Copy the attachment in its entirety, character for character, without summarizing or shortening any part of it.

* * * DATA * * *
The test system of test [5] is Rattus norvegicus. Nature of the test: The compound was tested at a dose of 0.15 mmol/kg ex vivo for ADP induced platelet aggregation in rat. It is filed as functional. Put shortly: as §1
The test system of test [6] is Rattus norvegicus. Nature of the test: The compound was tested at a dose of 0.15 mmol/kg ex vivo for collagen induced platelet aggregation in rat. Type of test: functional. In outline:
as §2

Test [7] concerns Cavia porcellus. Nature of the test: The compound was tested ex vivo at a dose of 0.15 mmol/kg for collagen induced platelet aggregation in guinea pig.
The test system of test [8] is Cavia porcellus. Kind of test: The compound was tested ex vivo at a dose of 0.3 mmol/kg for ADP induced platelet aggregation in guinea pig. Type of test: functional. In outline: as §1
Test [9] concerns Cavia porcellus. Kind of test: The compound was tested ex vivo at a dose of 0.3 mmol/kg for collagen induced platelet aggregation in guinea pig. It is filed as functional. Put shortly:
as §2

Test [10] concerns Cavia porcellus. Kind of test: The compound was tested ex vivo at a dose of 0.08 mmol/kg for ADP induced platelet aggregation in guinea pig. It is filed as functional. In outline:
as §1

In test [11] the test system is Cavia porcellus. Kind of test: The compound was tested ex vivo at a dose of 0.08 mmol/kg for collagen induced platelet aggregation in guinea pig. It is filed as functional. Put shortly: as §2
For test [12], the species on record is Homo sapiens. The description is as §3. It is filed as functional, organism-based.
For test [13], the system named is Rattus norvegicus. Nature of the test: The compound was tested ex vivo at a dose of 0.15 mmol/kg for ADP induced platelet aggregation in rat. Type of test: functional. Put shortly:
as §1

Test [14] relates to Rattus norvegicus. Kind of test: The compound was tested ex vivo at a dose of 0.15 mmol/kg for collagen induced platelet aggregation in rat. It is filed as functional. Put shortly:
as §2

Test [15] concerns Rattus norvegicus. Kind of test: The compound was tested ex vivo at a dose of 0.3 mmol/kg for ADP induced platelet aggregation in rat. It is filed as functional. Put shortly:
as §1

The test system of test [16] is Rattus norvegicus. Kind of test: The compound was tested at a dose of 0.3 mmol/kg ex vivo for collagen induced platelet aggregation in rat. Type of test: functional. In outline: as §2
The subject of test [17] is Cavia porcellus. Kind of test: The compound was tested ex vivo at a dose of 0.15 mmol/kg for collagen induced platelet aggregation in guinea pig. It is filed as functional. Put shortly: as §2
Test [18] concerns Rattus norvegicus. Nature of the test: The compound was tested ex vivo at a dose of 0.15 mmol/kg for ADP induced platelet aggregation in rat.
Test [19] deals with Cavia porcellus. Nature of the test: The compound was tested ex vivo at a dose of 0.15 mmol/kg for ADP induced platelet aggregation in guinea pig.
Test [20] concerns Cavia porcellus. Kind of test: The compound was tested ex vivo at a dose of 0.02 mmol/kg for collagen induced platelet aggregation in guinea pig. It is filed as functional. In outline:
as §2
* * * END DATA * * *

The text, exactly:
The test system of test [5] is Rattus norvegicus. Nature of the test: The compound was tested at a dose of 0.15 mmol/kg ex vivo for ADP induced platelet aggregation in rat. It is filed as functional. Put shortly: as §1
The test system of test [6] is Rattus norvegicus. Nature of the test: The compound was tested at a dose of 0.15 mmol/kg ex vivo for collagen induced platelet aggregation in rat. Type of test: functional. In outline:
as §2

Test [7] concerns Cavia porcellus. Nature of the test: The compound was tested ex vivo at a dose of 0.15 mmol/kg for collagen induced platelet aggregation in guinea pig.
The test system of test [8] is Cavia porcellus. Kind of test: The compound was tested ex vivo at a dose of 0.3 mmol/kg for ADP induced platelet aggregation in guinea pig. Type of test: functional. In outline: as §1
Test [9] concerns Cavia porcellus. Kind of test: The compound was tested ex vivo at a dose of 0.3 mmol/kg for collagen induced platelet aggregation in guinea pig. It is filed as functional. Put shortly:
as §2

Test [10] concerns Cavia porcellus. Kind of test: The compound was tested ex vivo at a dose of 0.08 mmol/kg for ADP induced platelet aggregation in guinea pig. It is filed as functional. In outline:
as §1

In test [11] the test system is Cavia porcellus. Kind of test: The compound was tested ex vivo at a dose of 0.08 mmol/kg for collagen induced platelet aggregation in guinea pig. It is filed as functional. Put shortly: as §2
For test [12], the species on record is Homo sapiens. The description is as §3. It is filed as functional, organism-based.
For test [13], the system named is Rattus norvegicus. Nature of the test: The compound was tested ex vivo at a dose of 0.15 mmol/kg for ADP induced platelet aggregation in rat. Type of test: functional. Put shortly:
as §1

Test [14] relates to Rattus norvegicus. Kind of test: The compound was tested ex vivo at a dose of 0.15 mmol/kg for collagen induced platelet aggregation in rat. It is filed as functional. Put shortly:
as §2

Test [15] concerns Rattus norvegicus. Kind of test: The compound was tested ex vivo at a dose of 0.3 mmol/kg for ADP induced platelet aggregation in rat. It is filed as functional. Put shortly:
as §1

The test system of test [16] is Rattus norvegicus. Kind of test: The compound was tested at a dose of 0.3 mmol/kg ex vivo for collagen induced platelet aggregation in rat. Type of test: functional. In outline: as §2
The subject of test [17] is Cavia porcellus. Kind of test: The compound was tested ex vivo at a dose of 0.15 mmol/kg for collagen induced platelet aggregation in guinea pig. It is filed as functional. Put shortly: as §2
Test [18] concerns Rattus norvegicus. Nature of the test: The compound was tested ex vivo at a dose of 0.15 mmol/kg for ADP induced platelet aggregation in rat.
Test [19] deals with Cavia porcellus. Nature of the test: The compound was tested ex vivo at a dose of 0.15 mmol/kg for ADP induced platelet aggregation in guinea pig.
Test [20] concerns Cavia porcellus. Kind of test: The compound was tested ex vivo at a dose of 0.02 mmol/kg for collagen induced platelet aggregation in guinea pig. It is filed as functional. In outline:
as §2